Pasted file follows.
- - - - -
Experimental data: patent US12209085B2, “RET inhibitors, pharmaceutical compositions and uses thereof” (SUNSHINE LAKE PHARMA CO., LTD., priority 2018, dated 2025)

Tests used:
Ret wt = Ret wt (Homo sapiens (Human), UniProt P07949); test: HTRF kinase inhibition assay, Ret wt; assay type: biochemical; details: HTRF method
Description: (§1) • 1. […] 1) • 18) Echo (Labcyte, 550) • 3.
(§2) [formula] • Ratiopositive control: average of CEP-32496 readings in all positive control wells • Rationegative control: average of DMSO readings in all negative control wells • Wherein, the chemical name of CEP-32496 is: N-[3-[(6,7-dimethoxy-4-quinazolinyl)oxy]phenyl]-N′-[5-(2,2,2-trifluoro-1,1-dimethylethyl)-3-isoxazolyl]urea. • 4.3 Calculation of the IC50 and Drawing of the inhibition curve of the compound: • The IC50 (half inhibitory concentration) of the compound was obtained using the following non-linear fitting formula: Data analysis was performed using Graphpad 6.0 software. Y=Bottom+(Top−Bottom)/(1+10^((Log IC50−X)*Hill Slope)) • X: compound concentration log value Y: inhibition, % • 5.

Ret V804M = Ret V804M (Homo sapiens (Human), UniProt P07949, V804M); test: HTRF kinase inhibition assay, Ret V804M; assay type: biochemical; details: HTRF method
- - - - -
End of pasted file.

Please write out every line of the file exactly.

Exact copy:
Experimental data: patent US12209085B2, “RET inhibitors, pharmaceutical compositions and uses thereof” (SUNSHINE LAKE PHARMA CO., LTD., priority 2018, dated 2025)

Tests used:
Ret wt = Ret wt (Homo sapiens (Human), UniProt P07949); test: HTRF kinase inhibition assay, Ret wt; assay type: biochemical; details: HTRF method
Description: (§1) • 1. […] 1) • 18) Echo (Labcyte, 550) • 3.
(§2) [formula] • Ratiopositive control: average of CEP-32496 readings in all positive control wells • Rationegative control: average of DMSO readings in all negative control wells • Wherein, the chemical name of CEP-32496 is: N-[3-[(6,7-dimethoxy-4-quinazolinyl)oxy]phenyl]-N′-[5-(2,2,2-trifluoro-1,1-dimethylethyl)-3-isoxazolyl]urea. • 4.3 Calculation of the IC50 and Drawing of the inhibition curve of the compound: • The IC50 (half inhibitory concentration) of the compound was obtained using the following non-linear fitting formula: Data analysis was performed using Graphpad 6.0 software. Y=Bottom+(Top−Bottom)/(1+10^((Log IC50−X)*Hill Slope)) • X: compound concentration log value Y: inhibition, % • 5.

Ret V804M = Ret V804M (Homo sapiens (Human), UniProt P07949, V804M); test: HTRF kinase inhibition assay, Ret V804M; assay type: biochemical; details: HTRF method